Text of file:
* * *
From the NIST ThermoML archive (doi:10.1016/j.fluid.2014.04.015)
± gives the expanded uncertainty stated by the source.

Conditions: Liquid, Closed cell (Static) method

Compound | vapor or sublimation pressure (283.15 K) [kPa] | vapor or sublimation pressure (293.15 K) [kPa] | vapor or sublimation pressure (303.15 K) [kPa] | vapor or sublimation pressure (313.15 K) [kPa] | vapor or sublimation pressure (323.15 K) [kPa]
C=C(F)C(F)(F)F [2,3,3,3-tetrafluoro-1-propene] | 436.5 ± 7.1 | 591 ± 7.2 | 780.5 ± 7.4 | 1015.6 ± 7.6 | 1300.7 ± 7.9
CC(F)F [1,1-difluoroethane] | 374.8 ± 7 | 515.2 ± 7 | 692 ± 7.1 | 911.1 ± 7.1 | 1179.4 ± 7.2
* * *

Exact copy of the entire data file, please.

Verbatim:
From the NIST ThermoML archive (doi:10.1016/j.fluid.2014.04.015)
± gives the expanded uncertainty stated by the source.

Conditions: Liquid, Closed cell (Static) method

Compound | vapor or sublimation pressure (283.15 K) [kPa] | vapor or sublimation pressure (293.15 K) [kPa] | vapor or sublimation pressure (303.15 K) [kPa] | vapor or sublimation pressure (313.15 K) [kPa] | vapor or sublimation pressure (323.15 K) [kPa]
C=C(F)C(F)(F)F [2,3,3,3-tetrafluoro-1-propene] | 436.5 ± 7.1 | 591 ± 7.2 | 780.5 ± 7.4 | 1015.6 ± 7.6 | 1300.7 ± 7.9
CC(F)F [1,1-difluoroethane] | 374.8 ± 7 | 515.2 ± 7 | 692 ± 7.1 | 911.1 ± 7.1 | 1179.4 ± 7.2